Although the leading imaging techniques for brain tumors like computed tomography (CT), positron emission tomography (PET), and magnetic resonance imaging (MRI) are advantageous, assessments of cancer classification, histological type, grade and aggressiveness, and determination of the therapeutic approach require invasive biopsy. Furthermore, for some brain tumors, determining the tumor size is difficult because the edema around the tumor does not easily provide accurate discrimination of tumor margins. Although the employment of contrast agents may help to overcome this fault and provide tumor margins estimation from the largest cross-sectional area, the efficacious use of contrast agents is feasible only in people with a compromised blood-brain barrier (BBB) [5]. The rationale for this issue is that classical contrast agents don’t usually pass through the intact BBB because of their high molecular weight, so the conjugation with nanomaterials like magnetic nanoparticles able to cross the barrier and yield more advantages as increased contrast sensitivity and binding affinity seems to be a solution. [2]. Multifunctional nanoparticles may result in beneficial gains in brain tumors diagnosis and management [2]. Applications of nanoscale materials within the diagnosis of brain cancers are summarized in Table1.

Biomedical Science &, Research

Table 1: Diagnostic application of nanomaterials in brain tumors.

Nanomaterials in Treatment of Brain Tumors

Three main conventional treatments of brain tumors include surgery, radiotherapy, and chemotherapy. Surgery and resection remain the primary and common treatment of most brain tumors, but in some patients, the proximity of the tumor to vital structures like the brain stem or major blood vessels make the surgery impossible. Accordingly, chemotherapy and radiotherapy are the sole treatment options for these cases [2,5].

The least invasive delivery route of chemotherapeutic drugs to the brain is Intravenous injection, but has been limited by several physiological barriers because many anticancer drugs are large hydrophilic molecules [2,7]; moreover, Chemotherapeutic drugs can’t distinguish between cancerous cells and healthy cells and they can lead a high systemic side effect on healthy cells and tissues [2]. The brain is protected by a blood-brain barrier (BBB) whose main components include the tight adherence between cerebral endothelial cells (CECs), the efflux pumps, and the metabolic enzymes. BBB separates brain tissue from the bloodstream and limits the influx of molecules from the bloodstream according to their size and hydrophilic characteristics [11,12]. The cerebrospinal fluid (CSF) barrier is another barrier that prevents the passage of systemically administrated therapeutic agents. It is created by tightly adhered choroidal epithelial cells that regulate the penetration of the molecules into the interstitial fluid of the brain tissue and prevent most macromolecules from the entrance into the CSF [13,14]. Some studies suggest that BBB within the tumor forms another barrier for transporting materials like therapeutic agents. Increased formation of abnormal vessels and angiogenesis result in a blood-brain tumor barrier (BBTB). Unlike BBB in normal brain capillaries, BBTB in tumors is ‘leaky’, and the tight adherence of endothelial cells within the tumor are compromised; nevertheless, The high intratumoral pressure originated from the dysfunctional BBTB limits drug entrance into the tumor from the bloodstream. Furthermore, it is well documented that BBB chiefly remains functional and intact outside of the GBM tumor core, so prevents the passage of therapeutic agents [3,4,6]. A new trend in brain cancer therapy is nanotechnology [15,16]. Applications of nanomaterials in brain cancer therapy are summarized in Table 2.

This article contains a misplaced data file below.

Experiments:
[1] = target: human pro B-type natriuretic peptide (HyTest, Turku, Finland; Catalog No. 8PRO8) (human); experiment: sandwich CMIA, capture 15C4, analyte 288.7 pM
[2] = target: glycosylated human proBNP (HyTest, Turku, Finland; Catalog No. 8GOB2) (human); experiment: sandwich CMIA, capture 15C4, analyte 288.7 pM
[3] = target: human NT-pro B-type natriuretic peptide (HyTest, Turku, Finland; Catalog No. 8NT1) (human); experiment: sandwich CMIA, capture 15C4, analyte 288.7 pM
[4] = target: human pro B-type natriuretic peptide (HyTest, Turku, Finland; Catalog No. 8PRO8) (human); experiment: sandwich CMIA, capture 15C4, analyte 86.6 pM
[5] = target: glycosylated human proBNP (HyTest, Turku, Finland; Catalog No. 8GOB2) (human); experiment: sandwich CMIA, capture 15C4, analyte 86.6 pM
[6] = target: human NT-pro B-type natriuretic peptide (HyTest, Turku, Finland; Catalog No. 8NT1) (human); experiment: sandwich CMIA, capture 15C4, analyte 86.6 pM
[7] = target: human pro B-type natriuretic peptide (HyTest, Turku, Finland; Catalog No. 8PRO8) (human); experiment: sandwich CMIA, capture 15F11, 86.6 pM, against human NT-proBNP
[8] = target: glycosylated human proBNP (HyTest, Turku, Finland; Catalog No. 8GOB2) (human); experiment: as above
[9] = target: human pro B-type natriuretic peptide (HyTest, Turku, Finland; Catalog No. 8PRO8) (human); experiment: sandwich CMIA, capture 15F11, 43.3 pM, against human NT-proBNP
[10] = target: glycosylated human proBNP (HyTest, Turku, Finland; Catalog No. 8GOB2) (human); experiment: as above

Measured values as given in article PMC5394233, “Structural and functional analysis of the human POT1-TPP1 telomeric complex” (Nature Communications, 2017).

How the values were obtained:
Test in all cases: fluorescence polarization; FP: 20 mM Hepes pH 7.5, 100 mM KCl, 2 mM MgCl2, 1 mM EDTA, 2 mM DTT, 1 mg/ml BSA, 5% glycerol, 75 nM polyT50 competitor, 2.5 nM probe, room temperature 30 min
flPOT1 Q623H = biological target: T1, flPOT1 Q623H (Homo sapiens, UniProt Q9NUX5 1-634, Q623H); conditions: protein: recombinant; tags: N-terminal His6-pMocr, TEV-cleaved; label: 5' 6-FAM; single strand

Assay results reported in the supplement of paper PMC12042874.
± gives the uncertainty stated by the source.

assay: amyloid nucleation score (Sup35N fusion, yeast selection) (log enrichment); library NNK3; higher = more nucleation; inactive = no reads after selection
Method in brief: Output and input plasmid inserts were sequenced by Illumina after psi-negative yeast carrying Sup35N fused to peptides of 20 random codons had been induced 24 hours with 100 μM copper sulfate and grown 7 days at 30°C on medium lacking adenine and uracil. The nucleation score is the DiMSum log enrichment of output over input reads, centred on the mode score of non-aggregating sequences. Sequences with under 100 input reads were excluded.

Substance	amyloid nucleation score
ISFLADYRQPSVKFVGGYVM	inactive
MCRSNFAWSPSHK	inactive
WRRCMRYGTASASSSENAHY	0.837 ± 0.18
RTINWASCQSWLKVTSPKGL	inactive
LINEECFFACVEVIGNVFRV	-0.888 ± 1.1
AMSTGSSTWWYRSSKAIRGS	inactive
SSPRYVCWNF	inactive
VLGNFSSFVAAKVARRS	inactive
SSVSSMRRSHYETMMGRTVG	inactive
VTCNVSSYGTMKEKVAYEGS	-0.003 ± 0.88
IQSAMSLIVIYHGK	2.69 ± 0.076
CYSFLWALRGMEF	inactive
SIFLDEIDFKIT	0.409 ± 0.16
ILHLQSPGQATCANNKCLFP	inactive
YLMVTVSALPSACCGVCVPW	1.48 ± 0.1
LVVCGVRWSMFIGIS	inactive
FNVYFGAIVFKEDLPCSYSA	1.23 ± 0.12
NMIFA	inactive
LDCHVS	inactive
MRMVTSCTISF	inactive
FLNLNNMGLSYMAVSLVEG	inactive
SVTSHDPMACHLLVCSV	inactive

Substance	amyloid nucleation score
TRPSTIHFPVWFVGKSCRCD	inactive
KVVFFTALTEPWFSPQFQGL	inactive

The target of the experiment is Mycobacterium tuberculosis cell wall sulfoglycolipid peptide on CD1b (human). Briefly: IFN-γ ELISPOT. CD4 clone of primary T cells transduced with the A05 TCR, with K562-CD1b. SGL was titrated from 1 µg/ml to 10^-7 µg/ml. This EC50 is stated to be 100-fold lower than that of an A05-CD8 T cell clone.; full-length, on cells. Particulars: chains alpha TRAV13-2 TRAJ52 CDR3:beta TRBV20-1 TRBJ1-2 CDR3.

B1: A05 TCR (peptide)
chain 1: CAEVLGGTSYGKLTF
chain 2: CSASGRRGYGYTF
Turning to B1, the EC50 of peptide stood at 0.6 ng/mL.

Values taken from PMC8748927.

Biomedical Science &, Research

Table 2: Diagnostic application of nanomaterials in brain tumors.

Conclusion

Using nanomaterials has been a new trend for the diagnosis and treatment of brain cancers within the last decades. Based on materials, organic-based and inorganic-based nanoscale materials conjugated with different peptides and ligands can deliver to brain tumors and help to imaging and diagnosis, local release drug and treatment, evaluation in real-time of the effectiveness of a treatment, prevention of cancer with detection of pro-cancer cells. However, more research on their toxicity, biocompatibility, and biodegradability is still needed for clinical applications. Finally, nanotechnology could permit to overcome the BBB and deliver drugs for diagnosis and treatment of brain tumors.

References